- Archit. a slope built to shed water
- Geol. the destructive physical and chemical effects of the forces of weather on rock surfaces, as in forming soil or sand
Outdoor furniture showing the effects of weathering.
- When your outdoor furniture begins to get rusty and old because of climate change, this is an example of a time when the furniture is weathering.
- When you make it through a difficult time, this is an example of a time when you might be said to be weathering the storm.
Weathering is defined as coping with the effects of changes in climate, environmental conditions or difficult situations.
Any of the chemical or mechanical processes by which objects exposed to the weather are worn or broken down.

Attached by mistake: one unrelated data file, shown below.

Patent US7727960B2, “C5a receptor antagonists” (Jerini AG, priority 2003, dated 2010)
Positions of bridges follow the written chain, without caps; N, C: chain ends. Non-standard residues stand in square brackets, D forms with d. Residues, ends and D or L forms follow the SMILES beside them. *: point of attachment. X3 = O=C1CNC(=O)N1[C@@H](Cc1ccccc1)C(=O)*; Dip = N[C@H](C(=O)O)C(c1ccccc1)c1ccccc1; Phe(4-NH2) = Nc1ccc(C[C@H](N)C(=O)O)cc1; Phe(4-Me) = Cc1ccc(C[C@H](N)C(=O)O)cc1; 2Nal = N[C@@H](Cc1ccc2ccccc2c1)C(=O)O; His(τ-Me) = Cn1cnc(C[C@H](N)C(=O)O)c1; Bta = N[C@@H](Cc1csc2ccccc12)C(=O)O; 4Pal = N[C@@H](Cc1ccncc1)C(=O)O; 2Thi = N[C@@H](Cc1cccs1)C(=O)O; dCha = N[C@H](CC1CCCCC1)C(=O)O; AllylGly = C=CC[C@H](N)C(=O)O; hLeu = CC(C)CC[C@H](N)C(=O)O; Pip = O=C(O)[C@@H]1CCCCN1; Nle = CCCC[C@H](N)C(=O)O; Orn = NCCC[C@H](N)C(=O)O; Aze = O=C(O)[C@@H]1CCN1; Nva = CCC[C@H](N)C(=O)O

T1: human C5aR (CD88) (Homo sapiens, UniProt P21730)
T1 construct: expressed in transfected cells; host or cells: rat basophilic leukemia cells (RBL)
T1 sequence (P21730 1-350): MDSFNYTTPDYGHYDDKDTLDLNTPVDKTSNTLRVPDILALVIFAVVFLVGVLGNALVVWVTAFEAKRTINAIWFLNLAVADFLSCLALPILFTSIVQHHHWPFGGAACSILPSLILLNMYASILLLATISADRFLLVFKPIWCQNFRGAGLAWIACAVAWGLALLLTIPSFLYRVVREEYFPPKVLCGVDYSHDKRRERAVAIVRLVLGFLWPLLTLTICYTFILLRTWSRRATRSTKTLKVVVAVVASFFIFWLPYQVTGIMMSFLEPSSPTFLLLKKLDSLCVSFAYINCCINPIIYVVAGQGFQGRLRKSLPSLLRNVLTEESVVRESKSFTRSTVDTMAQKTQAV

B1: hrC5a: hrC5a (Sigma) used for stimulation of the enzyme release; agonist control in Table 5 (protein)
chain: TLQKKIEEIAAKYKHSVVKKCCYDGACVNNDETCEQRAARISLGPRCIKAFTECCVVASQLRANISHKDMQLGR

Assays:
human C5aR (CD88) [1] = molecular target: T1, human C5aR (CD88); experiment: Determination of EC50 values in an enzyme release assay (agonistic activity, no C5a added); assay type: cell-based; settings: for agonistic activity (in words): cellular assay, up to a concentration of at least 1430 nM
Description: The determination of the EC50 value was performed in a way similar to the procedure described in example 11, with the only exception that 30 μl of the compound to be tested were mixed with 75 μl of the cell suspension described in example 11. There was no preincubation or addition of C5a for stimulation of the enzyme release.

arch rock formation in the Ennedi Massif, Chad
(countable and uncountable, plural weatherings)
- Present participle of weather.
From Middle English wederyng, equivalent to weather +"Ž -ing.
- These are either roasted or exposed to the weathering action of the air.
- It is covered with a layer of thin, dry soil, through the slow weathering of the coral rocks.
- Was Cade weathering out the storm?
- The indirect geographical elements, which, as a rule, act with and intensify the direct, are mainly climatic; the prevailing winds, rainfall, mean and extreme temperatures of every locality depending on the arrangement of land and sea and of land forms. Climate thus guided affects the weathering of rocks, and so determines the kind and arrangement of soil.
- All streams, from the tiniest rill to the greatest river, are continually engaged in transporting downstream solid particles of rock, the product of weathering agencies in the area which they drain.